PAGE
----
One of the mysteries of the English language finally explained.
An African shrub with lobed serrated leaves, which yields the seeds from which castor oil is obtained and is widely naturalized in warm countries.
Ricinus communis, family Euphorbiaceae
- ‘The castor oil plant was put into a good big earthenware pot and positioned to replace a couple of smaller pots of finished summer stuff that were shifted away to over-winter out of sight ready for next year.’
- ‘Other popular varieties for the home include beloperones, bertolonias, bougainvilleas for the conservatory, guzmanias, tillandsias, anthuriums, cinerarias, castor oil plants and fatsias.’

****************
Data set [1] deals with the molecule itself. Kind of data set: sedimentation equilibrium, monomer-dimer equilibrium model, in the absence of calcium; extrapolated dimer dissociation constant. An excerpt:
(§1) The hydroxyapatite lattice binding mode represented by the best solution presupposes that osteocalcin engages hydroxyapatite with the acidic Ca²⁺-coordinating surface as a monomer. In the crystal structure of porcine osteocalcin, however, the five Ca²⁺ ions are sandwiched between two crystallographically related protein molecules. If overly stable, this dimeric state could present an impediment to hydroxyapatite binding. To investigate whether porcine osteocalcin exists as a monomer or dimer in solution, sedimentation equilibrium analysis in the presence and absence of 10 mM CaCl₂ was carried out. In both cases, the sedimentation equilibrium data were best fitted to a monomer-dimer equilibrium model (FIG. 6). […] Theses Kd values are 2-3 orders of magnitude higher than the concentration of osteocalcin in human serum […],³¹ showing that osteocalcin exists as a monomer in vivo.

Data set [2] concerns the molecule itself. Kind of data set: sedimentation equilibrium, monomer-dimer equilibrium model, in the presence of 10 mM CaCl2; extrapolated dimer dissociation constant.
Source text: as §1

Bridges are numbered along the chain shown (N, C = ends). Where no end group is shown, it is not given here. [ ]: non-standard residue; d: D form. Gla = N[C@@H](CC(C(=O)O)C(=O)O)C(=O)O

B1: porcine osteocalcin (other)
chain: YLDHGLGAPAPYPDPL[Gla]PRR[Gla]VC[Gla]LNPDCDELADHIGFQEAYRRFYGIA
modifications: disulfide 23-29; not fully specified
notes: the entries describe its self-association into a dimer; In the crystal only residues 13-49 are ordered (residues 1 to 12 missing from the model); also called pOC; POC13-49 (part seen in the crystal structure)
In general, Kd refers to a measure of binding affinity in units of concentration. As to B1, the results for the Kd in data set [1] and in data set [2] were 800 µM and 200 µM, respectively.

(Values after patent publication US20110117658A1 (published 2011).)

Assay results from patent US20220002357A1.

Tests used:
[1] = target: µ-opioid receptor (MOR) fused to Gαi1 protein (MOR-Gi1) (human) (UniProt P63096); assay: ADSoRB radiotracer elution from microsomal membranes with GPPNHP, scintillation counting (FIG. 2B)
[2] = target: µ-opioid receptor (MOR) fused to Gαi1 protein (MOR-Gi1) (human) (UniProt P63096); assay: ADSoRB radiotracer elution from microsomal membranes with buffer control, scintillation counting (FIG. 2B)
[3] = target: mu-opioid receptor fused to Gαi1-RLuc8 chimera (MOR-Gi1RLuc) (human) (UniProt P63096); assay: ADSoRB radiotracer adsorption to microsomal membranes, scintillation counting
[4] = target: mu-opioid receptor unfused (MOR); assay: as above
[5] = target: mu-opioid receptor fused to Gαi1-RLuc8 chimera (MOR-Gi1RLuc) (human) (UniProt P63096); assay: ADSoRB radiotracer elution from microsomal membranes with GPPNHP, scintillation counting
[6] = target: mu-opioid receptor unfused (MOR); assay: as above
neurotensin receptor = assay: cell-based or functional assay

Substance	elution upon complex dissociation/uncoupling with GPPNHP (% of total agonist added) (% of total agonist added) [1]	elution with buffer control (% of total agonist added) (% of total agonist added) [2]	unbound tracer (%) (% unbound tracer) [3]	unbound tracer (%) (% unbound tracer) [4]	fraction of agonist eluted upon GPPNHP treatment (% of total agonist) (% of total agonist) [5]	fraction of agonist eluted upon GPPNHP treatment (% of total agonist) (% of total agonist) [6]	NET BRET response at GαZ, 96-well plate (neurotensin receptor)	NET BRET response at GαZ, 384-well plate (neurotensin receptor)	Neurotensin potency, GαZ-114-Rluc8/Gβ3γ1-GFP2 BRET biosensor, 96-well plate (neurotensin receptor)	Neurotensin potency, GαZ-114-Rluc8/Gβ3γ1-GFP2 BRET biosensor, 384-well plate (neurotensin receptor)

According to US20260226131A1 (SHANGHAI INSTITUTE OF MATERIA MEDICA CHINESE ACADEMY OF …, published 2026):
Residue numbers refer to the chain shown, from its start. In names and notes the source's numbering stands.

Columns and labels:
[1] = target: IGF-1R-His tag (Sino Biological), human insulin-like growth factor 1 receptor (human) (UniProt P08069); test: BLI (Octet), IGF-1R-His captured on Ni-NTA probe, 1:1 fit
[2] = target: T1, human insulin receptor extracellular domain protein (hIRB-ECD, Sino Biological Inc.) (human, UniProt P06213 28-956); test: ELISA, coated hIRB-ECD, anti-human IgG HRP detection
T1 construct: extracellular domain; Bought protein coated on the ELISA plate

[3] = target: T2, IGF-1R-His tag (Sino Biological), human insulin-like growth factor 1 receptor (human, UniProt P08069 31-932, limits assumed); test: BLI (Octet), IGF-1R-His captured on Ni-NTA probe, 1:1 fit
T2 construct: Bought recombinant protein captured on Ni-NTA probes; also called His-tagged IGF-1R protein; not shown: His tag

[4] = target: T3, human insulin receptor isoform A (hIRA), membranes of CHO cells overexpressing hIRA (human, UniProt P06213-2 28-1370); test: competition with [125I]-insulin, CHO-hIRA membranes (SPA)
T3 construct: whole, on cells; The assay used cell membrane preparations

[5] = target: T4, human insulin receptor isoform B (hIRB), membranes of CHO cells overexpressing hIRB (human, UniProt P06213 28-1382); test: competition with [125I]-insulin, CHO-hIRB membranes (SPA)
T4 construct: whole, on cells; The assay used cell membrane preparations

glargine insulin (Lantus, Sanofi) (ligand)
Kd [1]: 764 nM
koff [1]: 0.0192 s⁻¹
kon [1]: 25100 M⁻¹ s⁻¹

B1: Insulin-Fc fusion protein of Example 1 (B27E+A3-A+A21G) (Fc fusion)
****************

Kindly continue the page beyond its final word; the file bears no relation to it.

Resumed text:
- ‘This is particularly true with the castor oil plant which is an annual that produces a prolific amount of seeds in a short time, so it's important to pull them out before they flower.’
- ‘After being derived from the castor oil plant Ricinus communis, the ricin is most likely to first be in a powder form, though it can be used in an aerosol.’
- ‘It comes from the beans of the castor oil plant, ricinis communis, which grows widely in warm climates and here and there in England.’
- ‘Despite its exotic indoor plant appearance, Fatsia, the castor oil plant, grows very well outside and is ideal for filling a large space.’
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